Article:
Much of the impetus behind the drive for Open Access to government data stems from a push for greater transparency in government functions. However, in the case of Victoria, for instance, much of the data being released within the Gov 2.0 agenda tends to be administrative and has little democratic potential. While the Parliament of Victoria does make an enormous amount of valuable material available to the public through its website; it needs to be made available in a technically sophisticated, machine-readable way to take full advantage of the potential of the Internet. Bills are only available in .pdf or Word format. The most important document about the workings of government, Hansard, is also only available as .pdf (although it is possible to do a full-text search of Hansard from 1991 onwards). If these crucial documents were available in a machine-readable form, they could be innovatively utilised by application developers.

The Open Access movement is a push to make data both machine-readable and interoperable so that it may be linked together and leveraged for all sorts of purposes. This may be for new business opportunities, medical research, or new areas of social research. However, doing this is challenging as multiple data sources require linking and matching across diverse and complex systems. The first step in this process is to expose data in a standardised way so it may be located and machine-read. The Victorian public sector has a policy framework specifically designed to achieve these tasks titled the Victorian Public Sector Action Plan. Two key points are:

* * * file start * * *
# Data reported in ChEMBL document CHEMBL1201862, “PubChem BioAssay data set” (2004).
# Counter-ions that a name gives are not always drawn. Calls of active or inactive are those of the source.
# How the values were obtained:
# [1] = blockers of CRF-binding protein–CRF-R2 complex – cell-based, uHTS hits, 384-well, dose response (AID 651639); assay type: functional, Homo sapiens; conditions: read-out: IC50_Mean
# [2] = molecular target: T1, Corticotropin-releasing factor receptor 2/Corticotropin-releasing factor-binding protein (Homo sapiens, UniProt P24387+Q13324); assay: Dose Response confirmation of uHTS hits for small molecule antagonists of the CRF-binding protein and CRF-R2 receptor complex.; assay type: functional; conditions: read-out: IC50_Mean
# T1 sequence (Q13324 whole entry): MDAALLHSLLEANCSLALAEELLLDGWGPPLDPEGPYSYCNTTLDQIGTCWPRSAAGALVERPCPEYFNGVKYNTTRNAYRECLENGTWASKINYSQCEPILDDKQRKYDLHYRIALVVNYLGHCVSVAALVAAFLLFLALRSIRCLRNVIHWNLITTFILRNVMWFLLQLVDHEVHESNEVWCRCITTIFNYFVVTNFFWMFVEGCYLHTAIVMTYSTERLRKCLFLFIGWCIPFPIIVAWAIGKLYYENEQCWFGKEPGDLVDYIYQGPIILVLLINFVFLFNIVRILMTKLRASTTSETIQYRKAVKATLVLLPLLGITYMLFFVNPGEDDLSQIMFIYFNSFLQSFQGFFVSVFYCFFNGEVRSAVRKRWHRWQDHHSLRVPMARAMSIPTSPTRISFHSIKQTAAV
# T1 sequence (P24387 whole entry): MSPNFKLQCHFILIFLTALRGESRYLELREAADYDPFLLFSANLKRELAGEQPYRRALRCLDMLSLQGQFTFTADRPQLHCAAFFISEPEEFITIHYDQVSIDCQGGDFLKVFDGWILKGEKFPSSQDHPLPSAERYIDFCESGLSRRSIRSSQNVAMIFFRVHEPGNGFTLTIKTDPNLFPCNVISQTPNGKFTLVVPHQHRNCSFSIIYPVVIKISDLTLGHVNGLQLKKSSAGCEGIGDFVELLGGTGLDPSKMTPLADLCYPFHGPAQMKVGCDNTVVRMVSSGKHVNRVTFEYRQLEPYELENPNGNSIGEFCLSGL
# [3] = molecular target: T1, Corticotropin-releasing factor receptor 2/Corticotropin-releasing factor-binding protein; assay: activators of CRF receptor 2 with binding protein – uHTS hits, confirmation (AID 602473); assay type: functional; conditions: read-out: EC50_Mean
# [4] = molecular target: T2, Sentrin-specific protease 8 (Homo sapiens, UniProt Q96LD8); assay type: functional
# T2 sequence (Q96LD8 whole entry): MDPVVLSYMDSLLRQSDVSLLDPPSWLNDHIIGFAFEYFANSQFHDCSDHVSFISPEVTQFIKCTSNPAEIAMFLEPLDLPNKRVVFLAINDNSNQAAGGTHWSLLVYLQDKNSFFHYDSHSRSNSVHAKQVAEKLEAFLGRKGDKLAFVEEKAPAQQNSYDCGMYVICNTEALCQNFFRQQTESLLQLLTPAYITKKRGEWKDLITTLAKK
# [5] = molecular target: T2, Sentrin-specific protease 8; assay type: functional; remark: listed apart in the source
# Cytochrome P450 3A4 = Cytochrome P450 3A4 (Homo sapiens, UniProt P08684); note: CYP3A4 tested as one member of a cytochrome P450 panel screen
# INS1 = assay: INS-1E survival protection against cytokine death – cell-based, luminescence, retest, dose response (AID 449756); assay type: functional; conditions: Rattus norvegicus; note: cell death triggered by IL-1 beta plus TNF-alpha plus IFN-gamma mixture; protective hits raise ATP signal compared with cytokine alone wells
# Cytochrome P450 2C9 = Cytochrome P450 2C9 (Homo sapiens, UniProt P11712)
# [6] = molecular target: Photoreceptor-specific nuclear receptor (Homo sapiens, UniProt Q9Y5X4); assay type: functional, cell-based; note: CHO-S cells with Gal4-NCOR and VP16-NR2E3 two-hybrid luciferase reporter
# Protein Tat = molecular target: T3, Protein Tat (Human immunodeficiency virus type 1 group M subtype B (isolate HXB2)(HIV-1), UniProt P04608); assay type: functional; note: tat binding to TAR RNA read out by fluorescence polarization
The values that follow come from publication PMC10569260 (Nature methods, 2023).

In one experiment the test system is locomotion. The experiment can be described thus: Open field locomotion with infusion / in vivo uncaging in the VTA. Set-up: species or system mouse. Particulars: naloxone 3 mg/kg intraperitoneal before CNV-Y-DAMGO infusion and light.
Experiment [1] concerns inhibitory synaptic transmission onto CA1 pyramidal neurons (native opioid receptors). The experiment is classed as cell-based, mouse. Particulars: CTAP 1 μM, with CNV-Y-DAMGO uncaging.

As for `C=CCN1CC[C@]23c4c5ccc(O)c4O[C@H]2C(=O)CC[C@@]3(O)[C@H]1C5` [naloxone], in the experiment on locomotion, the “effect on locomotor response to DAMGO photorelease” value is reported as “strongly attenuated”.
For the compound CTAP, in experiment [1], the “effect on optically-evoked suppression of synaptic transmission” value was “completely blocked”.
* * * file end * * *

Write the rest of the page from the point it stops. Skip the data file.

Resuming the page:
1. Participation: Engaging communities and citizens through Government 2.0 initiatives to put citizens at the centre and provide opportunities for co-design, co-production and co-delivery.
  2. Transparency: Opening up government by making government more open and transparent through the release of public sector data and information[2]

Making data available in this way can only help to deepen democratic processes and promote a strong and healthy democracy (however, this is often an aspiration rather than an actuality).[3] Accordingly, there is a promising international trend to promote a two-way dialogue between political representatives and the public by combining democratic data with citizen-produced data through popular social media platforms.[4] Rather than building an entirely new platform (as has been the case with several somewhat underutilised government initiatives), some projects take advantage of mainly existing and heavily used social network platforms and provide tools and services to augment their existing capacity (usually to inform and communicate government policy processes) The large EU funded WeGov project[5] and other projects in the US and Europe are welcome movements in this direction. [6]